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Confronting your own disability

My son is disabled - more specifically he is profoundly learning disabled. As his mother I was forced to face the question of my own disability recently when I had to complete a Government questionnaire designed to profile parents of disabled children. Am I or am I not disabled? Many would say that I am because I live with an incurable cancerous brain tumour. Some years ago I had life saving brain surgery which resulted in my inner ear being removed. I am now 100% deaf in one ear, amongst other things that are the consequence of cranial nerve damage. 

My answer was my choice and I chose not to be disabled because in my eyes I am not. Although I imagine I could apply for disability living allowance if I wanted to apply for it and I am sure I would also be entitled to a disabled badge for my car - but I have never even contemplated these things. It's not about the money, or the badge, it's about being disabled or not. And I am not. 

I recently invested in a state of the art hearing aid. I have struggled with seriously compromised hearing for years now and finally surrendered to a hearing aid, such as it is, for the sake of my manners as much as anything else. I regularly ignore people when they are talking to me because I don't hear them. I am deaf in my right ear so I am the most rude to waiting staff who generally approach from the right. I say 'such as it is' because when you have no inner ear, all a hearing aid can do is pick up the sound you are missing and send it across to the hearing ear. All that sound that once was shared by two ears is now down loaded in to one ear. It's known as a cross system and sometimes it makes me cross when the high pitched sounds are too many. 

So let's rewind to the day I had my inner ear removed - I lost my balance too because the inner ear is vital for balance. In the hospital the bathroom sink slipped sideways on the wall. I fell in to an unseen hole as I turned quickly and reached out for the hand towel on the radiator. Things I thought were there within reach were simply not. I was determined to make fast progress and did all the balance exercises prescribed by the physiotherapist and I climbed up and down the hospital stairs all day long like a mad person, determined to acquire depth perspective once again.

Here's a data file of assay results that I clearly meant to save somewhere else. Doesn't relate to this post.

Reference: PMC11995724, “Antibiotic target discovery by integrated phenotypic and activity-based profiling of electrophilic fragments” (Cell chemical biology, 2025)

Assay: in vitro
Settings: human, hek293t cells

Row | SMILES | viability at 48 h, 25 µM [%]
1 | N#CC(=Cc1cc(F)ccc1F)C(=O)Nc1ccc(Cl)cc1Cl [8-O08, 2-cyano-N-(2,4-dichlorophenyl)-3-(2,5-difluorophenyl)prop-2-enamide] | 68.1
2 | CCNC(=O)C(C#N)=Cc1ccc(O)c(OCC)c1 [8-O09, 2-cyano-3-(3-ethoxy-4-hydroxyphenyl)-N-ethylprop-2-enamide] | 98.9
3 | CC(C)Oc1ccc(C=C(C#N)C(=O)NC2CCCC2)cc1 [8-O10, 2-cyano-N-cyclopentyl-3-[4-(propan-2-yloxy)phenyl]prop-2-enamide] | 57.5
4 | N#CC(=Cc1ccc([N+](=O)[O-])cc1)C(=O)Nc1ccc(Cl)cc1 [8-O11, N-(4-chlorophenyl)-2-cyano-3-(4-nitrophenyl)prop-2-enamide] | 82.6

My husband took me to the museum which was a short walk from the hospital. Fresh air and a little bit of exercise seemed like a good idea. I was wearing my slippers. In the museum I felt incredibly vulnerable as visitors, oblivious to my serious balance issues, were engrossed in the exhibits with no sense of those around them. Watch them next time you are visiting a museum or an art gallery - so absorbed are they that their eyes and their feet are always moving in different directions. I clung on to my husband's arm fearing they would bump in to me and I would fall over. Strangely, they would look at me as though I was the one that was not paying attention. 

At night, with just one ear, I had to lie with my hearing ear in to the pillow - my deaf ear was on the same side as my surgery where there were 38 staples in my head. Without ears to hear you 'feel' sound instead and through my pillow I could feel the footsteps of the night time hospital staff vibrating across the floor and through my hospital bed, connecting with my brain. The feeling was very clear and strangely recognisable, almost familiar like an old friend. Those sounds made me feel safe.